from its earliest settlement to contemporary times, is the first coherent history of American religious thought and practice within the context,of politics. Kelly sets forth a chronology and topology of the patterns of collaboration, competition, and interaction of politics and religion in America.
In the United States the pathological features of politics and religion-and their decline of power and virtue-seem more closely linked in time and substance than elsewhere. Kelly concentrates on the implications of the following issues: the distinction between the sacred and the profane; a reevaluation of Tocqueville's analysis; the competitive and coalescent qualities of Calvinist and Arminian doctrines; an interpretation of sectarianism and cultism; a dissection of the meanings of American providentialism; an application of Weberian theory of the Protestant ethic to American religion and politics; a critique of the modern notion of "civil religion"; and an analytical investigation of religious and political modes of conviction.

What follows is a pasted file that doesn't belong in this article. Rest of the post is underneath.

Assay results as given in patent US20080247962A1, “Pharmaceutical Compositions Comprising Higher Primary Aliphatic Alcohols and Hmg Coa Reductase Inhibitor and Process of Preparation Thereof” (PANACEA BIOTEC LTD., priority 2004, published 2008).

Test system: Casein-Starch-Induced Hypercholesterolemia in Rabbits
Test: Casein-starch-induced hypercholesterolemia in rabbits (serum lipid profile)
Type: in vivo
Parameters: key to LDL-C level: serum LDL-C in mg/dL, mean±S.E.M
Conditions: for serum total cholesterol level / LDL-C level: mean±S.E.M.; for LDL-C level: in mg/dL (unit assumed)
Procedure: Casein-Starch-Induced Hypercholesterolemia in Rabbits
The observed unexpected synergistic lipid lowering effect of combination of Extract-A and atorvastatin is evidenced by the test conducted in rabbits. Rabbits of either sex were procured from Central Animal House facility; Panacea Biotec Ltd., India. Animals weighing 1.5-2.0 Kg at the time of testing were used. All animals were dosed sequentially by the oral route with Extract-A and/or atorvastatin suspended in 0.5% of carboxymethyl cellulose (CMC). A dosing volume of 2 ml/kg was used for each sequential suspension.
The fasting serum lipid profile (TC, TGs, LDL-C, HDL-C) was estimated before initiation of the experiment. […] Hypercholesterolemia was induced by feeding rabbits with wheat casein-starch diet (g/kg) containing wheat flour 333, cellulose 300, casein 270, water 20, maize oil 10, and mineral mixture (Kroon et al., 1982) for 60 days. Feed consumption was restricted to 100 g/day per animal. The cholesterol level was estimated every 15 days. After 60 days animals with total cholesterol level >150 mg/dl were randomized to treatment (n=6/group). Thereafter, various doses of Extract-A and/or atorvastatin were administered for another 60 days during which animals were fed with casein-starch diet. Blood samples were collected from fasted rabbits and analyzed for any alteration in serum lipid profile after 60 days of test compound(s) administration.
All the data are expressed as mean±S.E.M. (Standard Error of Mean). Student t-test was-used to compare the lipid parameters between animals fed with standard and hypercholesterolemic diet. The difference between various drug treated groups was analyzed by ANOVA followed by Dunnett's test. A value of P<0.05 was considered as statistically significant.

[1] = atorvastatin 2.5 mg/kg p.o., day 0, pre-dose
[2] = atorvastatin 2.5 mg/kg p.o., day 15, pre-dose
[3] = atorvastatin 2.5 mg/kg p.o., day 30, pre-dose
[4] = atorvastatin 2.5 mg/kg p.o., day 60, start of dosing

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About the Author
George Armstrong Kelly (1932-1987) was a visiting professor of humanities and political science at Johns Hopkins University from 1980 until 1987, taught for many years at Harvard and Brandeis, chaired the Seminar in Political and Social Thought at Columbia University, and was a fellow of the New York Institute for the Humanities. Among his many books are Idealism, Politics and History: Sources of Hegelian Thought and Lost Soldiers: The French Army and Empire in Crisis, 1947-1962. Jean Bethke Elshtain is the Laura Spelman Rockefeller Professor of Social and Political Ethics at the University of Chicago. She is the author of several books, including Public Man, Private Woman: Women in Social and Political Thought and Augustine and the Limits of Politics.